1. This case involves the interpretation of Section 7 Clause (ii) (a). Court-Fees Act. as in force in this State. The relevant facts are these :
2. The respondent, a Hindu widow, filed a suit for the recovery of arrears of maintenance, and for an order for future maintenance at the rate of Rs. 40 per month to be secured by a charge on certain property in the hands of the appellants. The appellants are the respondent's deceased husband's brother and two minor sons of the latter. The trial Court granted the respondent a decree for future maintenance at the rate of Rs. 20 a month and directed that the payment of such maintenance be made a charge on the appellant's property.
Against this order the respondent filed an appeal and the appellants a cross objection, both of which were dismissed by the lower appellate Court. The appellants have now filed a second appeal in this court, and the question has arisen as to the sufficiency of the court-fee paid by the appellants on their second appeal and on the cross objection which they filed in the lower Court. It is only with the latter that we are now concerned.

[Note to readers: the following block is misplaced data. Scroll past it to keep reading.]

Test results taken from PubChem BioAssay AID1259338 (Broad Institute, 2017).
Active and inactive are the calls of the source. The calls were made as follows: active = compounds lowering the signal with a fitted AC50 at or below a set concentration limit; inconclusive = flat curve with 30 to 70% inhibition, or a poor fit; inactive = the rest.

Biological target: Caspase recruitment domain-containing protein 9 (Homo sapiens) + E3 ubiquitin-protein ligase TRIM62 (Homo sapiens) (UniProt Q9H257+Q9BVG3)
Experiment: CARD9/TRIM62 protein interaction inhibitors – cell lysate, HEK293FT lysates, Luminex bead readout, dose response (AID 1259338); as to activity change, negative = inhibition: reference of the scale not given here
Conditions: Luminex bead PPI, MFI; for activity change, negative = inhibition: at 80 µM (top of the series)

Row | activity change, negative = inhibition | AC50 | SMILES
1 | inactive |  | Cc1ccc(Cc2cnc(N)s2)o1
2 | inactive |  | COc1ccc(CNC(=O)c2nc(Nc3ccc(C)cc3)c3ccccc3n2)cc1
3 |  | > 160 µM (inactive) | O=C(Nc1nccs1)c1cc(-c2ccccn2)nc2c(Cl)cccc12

3. The appellants paid a court-fee of Rs. 24 on their cross objection; the Taxing Officer is of opinion that the value of the subject-matter of the cross objection was Rs. 2,400 upon which a court-fee of Rs. 275-8-0 is payable, to which must be added Rs. 18/12/- as the court-fee on that part of the cross objection which seeks to have set aside the order directing that payment of future maintenance be charged on the appellants' property. To the payment of this latter sum no objection is taken
4. Now Section 7, Clause (ii) (a), of the Court-Fees Act reads thus :
'7. The amount of fee payable under this Act in the suits next hereinafter mentioned shall be computed as follows;
(ii) (a) In suits for maintenance and annuities or other sums payable periodically--According to the value of the subject-matter of the suit such value shall be deemed to be ten times the amount claimed to be payable for one year ;
Provided that in suits for personal maintenance by females and minors, such value shall be deemed to be the amount claimed to be payable for one year.'and Section 2 of the Act provides that unless there is anything repugnant in the subject or context 'appeal' includes a cross objection and